Life aboard the R/V Revelle: February 20th to February 27th

Abroad the R/V Revelle

It’s confusing to find your way around at first, but it’s easy to grow familiar with the layout. All of the hallways look the same, but you can tell what level you’re on by the color of the floors. Above the First Platform is the Main Deck where the main lab, computer lab, wet lab, electronics shops, and cardio gym are indoors. Out on the deck is where the bulk of the ship’s operations occur, facilitated by the fantastic crew, and the amazing research technicians of the Revelle, Amber and Andrew, in coordination with the scientists on board. This is where equipment such as the MOCNESS and the DPI (deep plankton imager)  deploy from the stern. Equipment like the bongo net (two large circular nets connected via a frame) and the CTD (conductivity, temperature, and depth—-reads salinity and temperature-depth profiles) are deployed from the starboard side of the ship. There are always operations happening on the main deck, so there’s always something to watch, see, help with, or people to talk to about their projects and research.

Upper left is the Main Lab, upper right is the Computer Lab, bottom left is the Wet Lab, and bottom right is the Cardio Gym.

Above the Main Deck is the First Deck where the ship’s galley/cafeteria, library, lounge, weights gym, and crew staterooms are. In the galley, three meals are served each day by the phenomenal chefs—I may eat better meals on board than I do at home—Jim and Richard, who make sure no one goes hungry. Some of the highlights have been flank steak, pork loin, jambalaya with red beans and rice, tuna poke, cornbread, fried okra, apple fritters, tiramisu, and fresh bread, to name a few. Outside of the meals, coffee and leftovers are available 24/7 for the crew and scientists working around the clock. The Second Deck houses more staterooms, winch controls, the crane, the ship’s hospital, and liferafts. The Third Deck holds the captain’s stateroom, the chief scientist’s stateroom, and more scientific staterooms. And finally, the Fourth Deck is the bridge.

Upper left is the Galley, upper right is the Library, lower left is the Lounge, and upper right is the Weights Gym.
Different views from the bridge of the Revelle. The bridge is the place where the ship is navigated, maneuvered, and managed.

Waking up every day to the rocking of the ship can take a bit of an adjustment period, especially in rougher waters, but there’s no better way to fall asleep than the sound and shaking of the sea and no better view to take in than being on the main deck. I sleep on the top bunk in a stateroom on the first platform, below the water line, hearing the sloshing of the sea and being rocked to sleep each night.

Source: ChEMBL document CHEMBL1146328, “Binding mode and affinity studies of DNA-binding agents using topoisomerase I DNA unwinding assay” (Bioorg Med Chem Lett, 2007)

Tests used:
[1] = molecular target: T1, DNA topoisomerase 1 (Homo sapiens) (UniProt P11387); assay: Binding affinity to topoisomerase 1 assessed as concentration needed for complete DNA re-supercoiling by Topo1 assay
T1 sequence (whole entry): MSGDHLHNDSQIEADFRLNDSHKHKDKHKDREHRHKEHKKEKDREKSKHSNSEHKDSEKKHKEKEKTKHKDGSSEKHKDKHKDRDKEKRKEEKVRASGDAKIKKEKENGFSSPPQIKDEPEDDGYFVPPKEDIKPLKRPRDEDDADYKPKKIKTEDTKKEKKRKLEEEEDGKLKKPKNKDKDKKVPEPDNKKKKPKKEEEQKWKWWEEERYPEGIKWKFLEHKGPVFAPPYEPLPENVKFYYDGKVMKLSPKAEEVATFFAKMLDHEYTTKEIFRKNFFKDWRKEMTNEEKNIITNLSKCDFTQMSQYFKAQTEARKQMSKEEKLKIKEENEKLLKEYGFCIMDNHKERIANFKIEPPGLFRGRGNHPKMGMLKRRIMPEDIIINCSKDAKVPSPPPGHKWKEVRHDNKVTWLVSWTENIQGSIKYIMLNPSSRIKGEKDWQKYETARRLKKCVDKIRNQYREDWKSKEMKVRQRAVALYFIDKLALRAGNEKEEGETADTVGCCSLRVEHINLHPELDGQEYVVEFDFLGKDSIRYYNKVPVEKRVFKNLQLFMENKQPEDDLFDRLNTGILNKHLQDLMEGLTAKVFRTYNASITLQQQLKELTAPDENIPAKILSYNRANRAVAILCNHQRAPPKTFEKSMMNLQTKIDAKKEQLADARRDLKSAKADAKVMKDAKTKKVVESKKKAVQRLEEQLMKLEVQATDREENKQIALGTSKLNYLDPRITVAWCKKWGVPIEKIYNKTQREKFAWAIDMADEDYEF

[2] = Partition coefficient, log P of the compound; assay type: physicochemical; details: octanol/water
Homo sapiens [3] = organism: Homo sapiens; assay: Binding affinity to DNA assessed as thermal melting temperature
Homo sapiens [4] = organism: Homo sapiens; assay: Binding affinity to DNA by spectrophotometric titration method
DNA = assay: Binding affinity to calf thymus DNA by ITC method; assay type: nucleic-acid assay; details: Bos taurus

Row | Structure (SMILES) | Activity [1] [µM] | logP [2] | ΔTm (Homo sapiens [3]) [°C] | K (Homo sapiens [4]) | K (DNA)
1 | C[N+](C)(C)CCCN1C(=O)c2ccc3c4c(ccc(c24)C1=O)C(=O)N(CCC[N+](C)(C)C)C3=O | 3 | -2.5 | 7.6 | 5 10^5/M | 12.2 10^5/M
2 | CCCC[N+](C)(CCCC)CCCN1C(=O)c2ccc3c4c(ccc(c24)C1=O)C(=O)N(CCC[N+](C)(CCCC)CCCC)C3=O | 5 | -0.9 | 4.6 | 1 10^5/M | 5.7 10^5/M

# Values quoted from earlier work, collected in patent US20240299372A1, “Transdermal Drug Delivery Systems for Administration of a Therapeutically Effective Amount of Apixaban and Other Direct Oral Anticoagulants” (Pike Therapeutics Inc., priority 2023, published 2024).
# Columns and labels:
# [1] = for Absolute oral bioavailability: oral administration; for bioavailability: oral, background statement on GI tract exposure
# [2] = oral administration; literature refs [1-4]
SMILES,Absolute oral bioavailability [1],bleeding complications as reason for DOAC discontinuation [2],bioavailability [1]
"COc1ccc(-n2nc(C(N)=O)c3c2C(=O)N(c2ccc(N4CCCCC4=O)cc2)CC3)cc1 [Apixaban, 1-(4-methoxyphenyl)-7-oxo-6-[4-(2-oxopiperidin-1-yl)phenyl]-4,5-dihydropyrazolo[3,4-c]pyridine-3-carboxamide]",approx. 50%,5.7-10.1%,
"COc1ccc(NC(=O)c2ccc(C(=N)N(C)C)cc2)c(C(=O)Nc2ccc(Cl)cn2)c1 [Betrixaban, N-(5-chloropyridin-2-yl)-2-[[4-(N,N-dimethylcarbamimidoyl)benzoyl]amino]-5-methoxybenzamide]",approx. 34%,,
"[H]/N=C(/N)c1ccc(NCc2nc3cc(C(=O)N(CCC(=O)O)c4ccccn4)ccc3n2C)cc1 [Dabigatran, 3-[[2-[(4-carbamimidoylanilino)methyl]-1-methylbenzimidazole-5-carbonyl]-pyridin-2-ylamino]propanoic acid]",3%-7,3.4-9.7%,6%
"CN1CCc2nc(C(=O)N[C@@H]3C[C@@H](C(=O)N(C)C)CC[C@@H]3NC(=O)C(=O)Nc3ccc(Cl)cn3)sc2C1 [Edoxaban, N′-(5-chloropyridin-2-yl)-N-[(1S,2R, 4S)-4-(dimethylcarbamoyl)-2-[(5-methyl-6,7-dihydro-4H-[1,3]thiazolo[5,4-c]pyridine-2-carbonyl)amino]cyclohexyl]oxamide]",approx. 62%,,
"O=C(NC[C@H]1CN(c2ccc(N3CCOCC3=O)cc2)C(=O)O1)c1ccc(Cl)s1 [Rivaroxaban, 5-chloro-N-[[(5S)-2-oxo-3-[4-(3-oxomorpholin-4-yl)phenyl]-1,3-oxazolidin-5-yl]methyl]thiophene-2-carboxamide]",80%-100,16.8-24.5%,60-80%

It’s easy to lose track of time while aboard. Most days I have to check my phone to know what day of the week it is, let alone the date. You’re always busy and on a routine that stays largely the same, so the finer details, like what day it is, start to fade away a bit. So far, we haven’t encountered much of any rough waters except for maybe the day after we left port. That was the only time I was acutely aware of just how much the boat was moving. Typically I don’t get seasick, but that was the one day where I had to take some meclizine. I was sitting up in the galley, trying to eat breakfast, and I could just feel waves of nausea washing over me. I figure it’s better to have something in the stomach than nothing when feeling sick, so I finished my meal anyway before making my way to my room to lay down for a bit. If you’re going out on a cruise and aren’t sure how you’ll deal with motion sickness, make sure you bring either meclizine or dramamine and be sure to eat and stay hydrated. If you end up puking, it’s better that you at least have something in your stomach when you do.

In the downtime between operations or when you aren’t supposed to be either working or available for your shift—-I work the day shift for my lab, 7 AM-7 PM—-there are always people to spend time with, or at least be near if you want to be around people but don’t want to socialize, in the library and lounge on board. People are either playing card games like cribbage (which everyone knows how to play) or board games like Seven Wonders or Settlers of Catan. The crew also plays poker every other night on board, but I have no idea how to play and don’t want to lose any money. I spend my free time either sleeping, reading, playing Solitaire, playing Bananagrams, or playing cribbage (I haven’t won once).

Day shift of the Zooplankton Team playing Settlers of Catan. Right to left: Annie Effinger, Jameson Morrin, Ali Appelgate, and Marco Moriel.

The lounge has a communal guitar that I used to play in my downtime, but I somehow broke the E-string (sorry Gomez) and couldn’t fix the thing after a couple of hours of trying. There are no replacements on board, so on top of learning new zooplankton processing methods and how to deploy a range of sampling equipment, I may end up having to learn to play the ukulele, or maybe the spoons.

Being out on the ocean is beautiful. There are a million ways you could describe the experience of being at sea more eloquently, but there’s no other way to put it than the fact that it’s simply breathtaking. Any cliche that can be and has been used to encapsulate it is true and false at the same time. It’s gorgeous and it’s terrifying. It’s treacherous and it’s comfortable. It’s lonely and it’s full of community.

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